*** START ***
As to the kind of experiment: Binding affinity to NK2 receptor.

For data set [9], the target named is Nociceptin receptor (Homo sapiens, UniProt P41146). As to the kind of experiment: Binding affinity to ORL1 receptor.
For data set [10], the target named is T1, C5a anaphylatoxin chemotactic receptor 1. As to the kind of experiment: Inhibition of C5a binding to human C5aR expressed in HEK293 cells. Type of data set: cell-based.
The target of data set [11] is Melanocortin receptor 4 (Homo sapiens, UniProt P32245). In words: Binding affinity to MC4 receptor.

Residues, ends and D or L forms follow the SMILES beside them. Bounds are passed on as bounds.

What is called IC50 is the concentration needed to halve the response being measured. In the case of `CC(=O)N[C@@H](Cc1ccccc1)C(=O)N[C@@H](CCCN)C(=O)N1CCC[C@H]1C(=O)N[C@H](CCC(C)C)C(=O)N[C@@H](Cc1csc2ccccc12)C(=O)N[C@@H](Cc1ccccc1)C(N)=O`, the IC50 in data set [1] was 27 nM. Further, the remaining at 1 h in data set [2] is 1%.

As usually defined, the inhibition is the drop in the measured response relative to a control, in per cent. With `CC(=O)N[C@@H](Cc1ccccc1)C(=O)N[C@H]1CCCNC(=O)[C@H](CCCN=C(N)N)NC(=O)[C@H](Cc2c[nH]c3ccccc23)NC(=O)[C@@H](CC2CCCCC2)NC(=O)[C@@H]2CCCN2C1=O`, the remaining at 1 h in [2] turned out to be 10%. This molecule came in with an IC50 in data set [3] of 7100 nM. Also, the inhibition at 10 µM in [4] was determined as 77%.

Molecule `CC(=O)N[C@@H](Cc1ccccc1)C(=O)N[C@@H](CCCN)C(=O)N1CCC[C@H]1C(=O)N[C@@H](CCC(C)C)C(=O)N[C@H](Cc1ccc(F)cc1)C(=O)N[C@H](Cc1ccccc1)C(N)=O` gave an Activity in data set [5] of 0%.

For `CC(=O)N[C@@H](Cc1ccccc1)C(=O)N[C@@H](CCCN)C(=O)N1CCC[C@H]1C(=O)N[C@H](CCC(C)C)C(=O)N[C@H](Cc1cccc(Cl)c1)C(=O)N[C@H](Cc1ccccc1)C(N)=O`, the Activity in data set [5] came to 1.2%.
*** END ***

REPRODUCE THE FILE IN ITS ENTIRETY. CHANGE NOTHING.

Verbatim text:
As to the kind of experiment: Binding affinity to NK2 receptor.

For data set [9], the target named is Nociceptin receptor (Homo sapiens, UniProt P41146). As to the kind of experiment: Binding affinity to ORL1 receptor.
For data set [10], the target named is T1, C5a anaphylatoxin chemotactic receptor 1. As to the kind of experiment: Inhibition of C5a binding to human C5aR expressed in HEK293 cells. Type of data set: cell-based.
The target of data set [11] is Melanocortin receptor 4 (Homo sapiens, UniProt P32245). In words: Binding affinity to MC4 receptor.

Residues, ends and D or L forms follow the SMILES beside them. Bounds are passed on as bounds.

What is called IC50 is the concentration needed to halve the response being measured. In the case of `CC(=O)N[C@@H](Cc1ccccc1)C(=O)N[C@@H](CCCN)C(=O)N1CCC[C@H]1C(=O)N[C@H](CCC(C)C)C(=O)N[C@@H](Cc1csc2ccccc12)C(=O)N[C@@H](Cc1ccccc1)C(N)=O`, the IC50 in data set [1] was 27 nM. Further, the remaining at 1 h in data set [2] is 1%.

As usually defined, the inhibition is the drop in the measured response relative to a control, in per cent. With `CC(=O)N[C@@H](Cc1ccccc1)C(=O)N[C@H]1CCCNC(=O)[C@H](CCCN=C(N)N)NC(=O)[C@H](Cc2c[nH]c3ccccc23)NC(=O)[C@@H](CC2CCCCC2)NC(=O)[C@@H]2CCCN2C1=O`, the remaining at 1 h in [2] turned out to be 10%. This molecule came in with an IC50 in data set [3] of 7100 nM. Also, the inhibition at 10 µM in [4] was determined as 77%.

Molecule `CC(=O)N[C@@H](Cc1ccccc1)C(=O)N[C@@H](CCCN)C(=O)N1CCC[C@H]1C(=O)N[C@@H](CCC(C)C)C(=O)N[C@H](Cc1ccc(F)cc1)C(=O)N[C@H](Cc1ccccc1)C(N)=O` gave an Activity in data set [5] of 0%.

For `CC(=O)N[C@@H](Cc1ccccc1)C(=O)N[C@@H](CCCN)C(=O)N1CCC[C@H]1C(=O)N[C@H](CCC(C)C)C(=O)N[C@H](Cc1cccc(Cl)c1)C(=O)N[C@H](Cc1ccccc1)C(N)=O`, the Activity in data set [5] came to 1.2%.